Wednesday, May 23, 2018

30 Years Ago This Week an Ethnic Russian Region Rose Against Moscow and Forced It to Back Down

Paul Goble

            Staunton, May 22 – “Thirty years ago, from May 21 to May 28, 1988, Soviet Sakhalin stood in the squares and called the authorities to account for the impoverished condition of the people,” Regnum’s Olga Demidenko writes. Protests spread across the region, and Moscow was forced to fire the region’s obkom secretary, “an unheard of event in the Soviet Union.”

            She picks up ( on the memoirs of those day that have been assembled by a regional news agency, KrabikMedia ( and not insignificantly posts her article under the rubric “politics” rather than “history,” an indication of the way the 1988 events echo today. 

            Until 1985, heavy government subsidies meant that the people of Sakhalin lived far better than many of their counterparts elsewhere in the USSR, people there recall; but then came Mikhail Gorbachev and everything “began to change” and “not for the better” – the shelves of stores emptied and by May 1988, “Sakhalin was in fact at the brink of hunger.” 

            To be sure, no one died; but only because they could go into the forests or to the rivers and sea and find food for themselves.  People had to stand in long lines, and they were offended by the fact that the communist party elite continued to live well and to do nothing, even as their own lives deteriorated. 

            Vera Boltunova, described by Demidenko as “a real participant of the Sakhalin Spring of 1988, a member of the CPSU, a happy mother of three children, and an employee of the regional gas and oil prospecting trust, says that everything began when the appeals of Moscow and the actions of local officials diverged.

            Moscow was talking all the time about glasnost and perestroika and about the need to select “real leaders, “she says; “but local party bosses demanded that people vote for the only candidate they put forward. The opinion of rank and file communists wasn’t considered or taken into consideration.”

            Sakhalin residents were angry but the trigger for the protests, Boltunova and others recall, was the visit to the region of a central television journalist who invited people to come and talk about their problems and “unexpectedly” said that the first secretary of the CPSU Oblast Committee had been accused of “exceeding his authority.”

            Petr Tretyakov’s crime?  “He had given his own daughter an apartment out of line.”  Boltunova says that a party boss would do that was no surprise but that a Soviet journalist would talk about it and suggest that others do as well very much was. Then, obkom officials made things worse: they expelled the journalist from Sakhalin.

            That was too much under the circumstances. On May 21, small groups of people began to assemble in front of the local theater.  And at the invitation of several people in the crowd, they began to share their grievances which went far beyond the heavy-handedness of the obkom secretary.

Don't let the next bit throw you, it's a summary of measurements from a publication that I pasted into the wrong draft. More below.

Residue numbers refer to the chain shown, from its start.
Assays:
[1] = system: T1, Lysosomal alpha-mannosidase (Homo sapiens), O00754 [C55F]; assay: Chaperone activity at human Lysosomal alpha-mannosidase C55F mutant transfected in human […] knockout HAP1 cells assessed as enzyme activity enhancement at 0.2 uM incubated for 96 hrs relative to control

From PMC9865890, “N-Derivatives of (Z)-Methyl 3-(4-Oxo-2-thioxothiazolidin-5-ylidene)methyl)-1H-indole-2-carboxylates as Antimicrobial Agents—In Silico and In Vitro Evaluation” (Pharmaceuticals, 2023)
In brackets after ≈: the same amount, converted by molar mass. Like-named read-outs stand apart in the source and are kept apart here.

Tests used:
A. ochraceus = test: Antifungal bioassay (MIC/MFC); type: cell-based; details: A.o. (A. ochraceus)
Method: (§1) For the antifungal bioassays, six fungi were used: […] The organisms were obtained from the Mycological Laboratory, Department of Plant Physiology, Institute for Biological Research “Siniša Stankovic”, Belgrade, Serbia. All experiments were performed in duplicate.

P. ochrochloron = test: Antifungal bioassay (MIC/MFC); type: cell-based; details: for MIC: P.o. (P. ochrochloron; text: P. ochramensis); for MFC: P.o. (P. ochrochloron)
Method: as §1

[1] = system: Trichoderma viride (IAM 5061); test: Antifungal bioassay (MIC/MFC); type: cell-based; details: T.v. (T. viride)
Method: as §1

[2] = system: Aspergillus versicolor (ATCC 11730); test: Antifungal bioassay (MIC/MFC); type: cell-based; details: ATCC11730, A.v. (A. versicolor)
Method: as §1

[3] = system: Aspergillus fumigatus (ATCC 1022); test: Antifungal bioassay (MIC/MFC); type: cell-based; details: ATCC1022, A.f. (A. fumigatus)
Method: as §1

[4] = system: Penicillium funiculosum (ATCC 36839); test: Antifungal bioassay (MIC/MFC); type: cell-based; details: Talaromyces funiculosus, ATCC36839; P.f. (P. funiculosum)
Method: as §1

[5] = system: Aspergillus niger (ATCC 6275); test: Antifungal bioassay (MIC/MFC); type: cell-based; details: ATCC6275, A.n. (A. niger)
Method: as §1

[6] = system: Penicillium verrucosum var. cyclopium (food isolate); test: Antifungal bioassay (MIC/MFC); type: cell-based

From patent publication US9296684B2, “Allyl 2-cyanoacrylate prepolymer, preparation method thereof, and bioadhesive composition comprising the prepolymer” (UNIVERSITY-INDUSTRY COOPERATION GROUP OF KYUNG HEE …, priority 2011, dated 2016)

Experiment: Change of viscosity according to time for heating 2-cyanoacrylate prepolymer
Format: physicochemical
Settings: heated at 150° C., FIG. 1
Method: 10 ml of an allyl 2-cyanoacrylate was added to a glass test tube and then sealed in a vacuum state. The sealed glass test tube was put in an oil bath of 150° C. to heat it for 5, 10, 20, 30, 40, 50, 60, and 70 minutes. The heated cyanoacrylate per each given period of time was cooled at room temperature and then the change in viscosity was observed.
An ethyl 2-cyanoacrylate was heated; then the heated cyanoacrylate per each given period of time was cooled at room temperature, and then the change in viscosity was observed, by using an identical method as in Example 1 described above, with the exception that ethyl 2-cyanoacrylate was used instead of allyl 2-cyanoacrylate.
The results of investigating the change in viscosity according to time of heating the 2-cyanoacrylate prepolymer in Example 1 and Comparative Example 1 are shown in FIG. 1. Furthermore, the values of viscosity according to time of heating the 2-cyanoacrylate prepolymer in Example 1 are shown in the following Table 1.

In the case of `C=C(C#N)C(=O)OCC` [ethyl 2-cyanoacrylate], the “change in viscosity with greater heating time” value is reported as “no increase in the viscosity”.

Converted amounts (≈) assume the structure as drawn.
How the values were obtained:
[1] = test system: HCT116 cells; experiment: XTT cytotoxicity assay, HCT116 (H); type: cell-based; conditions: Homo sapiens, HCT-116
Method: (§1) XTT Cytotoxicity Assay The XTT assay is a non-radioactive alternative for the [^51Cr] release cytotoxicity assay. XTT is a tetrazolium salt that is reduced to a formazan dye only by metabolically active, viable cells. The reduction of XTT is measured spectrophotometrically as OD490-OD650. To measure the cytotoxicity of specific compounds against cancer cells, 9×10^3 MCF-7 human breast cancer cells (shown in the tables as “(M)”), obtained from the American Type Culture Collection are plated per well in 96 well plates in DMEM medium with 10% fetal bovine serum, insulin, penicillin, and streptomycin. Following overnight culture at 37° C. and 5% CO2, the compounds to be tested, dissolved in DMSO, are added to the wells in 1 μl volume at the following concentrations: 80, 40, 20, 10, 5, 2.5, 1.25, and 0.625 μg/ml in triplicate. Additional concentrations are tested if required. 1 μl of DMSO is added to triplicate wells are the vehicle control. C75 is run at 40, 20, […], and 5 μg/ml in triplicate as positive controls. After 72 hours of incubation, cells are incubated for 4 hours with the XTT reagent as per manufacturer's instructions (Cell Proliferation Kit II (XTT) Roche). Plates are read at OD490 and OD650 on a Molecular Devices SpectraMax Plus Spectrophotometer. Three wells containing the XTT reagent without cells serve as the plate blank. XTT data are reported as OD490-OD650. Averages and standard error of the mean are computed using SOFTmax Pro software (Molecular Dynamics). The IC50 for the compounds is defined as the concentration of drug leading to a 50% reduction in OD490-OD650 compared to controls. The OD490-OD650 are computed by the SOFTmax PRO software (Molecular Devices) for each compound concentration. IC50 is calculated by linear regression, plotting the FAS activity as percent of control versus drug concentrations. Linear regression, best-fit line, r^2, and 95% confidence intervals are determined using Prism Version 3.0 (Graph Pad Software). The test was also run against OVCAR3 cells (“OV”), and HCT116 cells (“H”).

There was no extremism in this, and some of the protesters, led by bulldozer operator Sergey Mikhail kept order. After a few hours, they elected “an initiative group” and it undertook to organize similar groups in workplaces and in neighborhoods.  The idea that the people could take things into their own hands spread like wildfire.

            By May 28, thousands of people from around the oblast flooded into Yuzhno-Sakhalinsk to take part in a mass meeting whose slogans were: “Give us perestroika!” “Down with privileges” and “Raise the militance of party organizations!” And participants said bluntly: “if the authorities don’t understand how the simple people live, how can they run things?”

            “None of those knew then that an enormous country, the USSR, had only three years left or that ahead of the Sakhalin residents and everyone else of the rest of the Far East could look forward to a real hell, which has passed into history under the name of ‘the wild 1990s,’” Demidenko says.

            “As Regnum has reported,” she continues, “the incomes of citizens of today’s Russia have been falling for the last four years. The government of the new-old prime minister Dmitry Medvedev is talking seriously about raising the retirement age.” Many say that will create “a nightmare for the country.”

            And this tragedy of the people is occurring when the new bosses are living well and amassing enormous wealth that they claim they have “’honestly earned’” but that most believe they have stolen from the people, the Regnum journalist says. As for Sakhalin, conditions are again bleak.
            The island’s residents “today just as 30 years ago, are complaining about collapsing housing, about how new construction quickly collapses because it isn’t being built up to standards, about shabby hospitals, the lack of places in schools, and a whole range of other misfortunes.

            It is thus an open question, Demidenko implies, if and when they will act as their parents did 30 years ago. 

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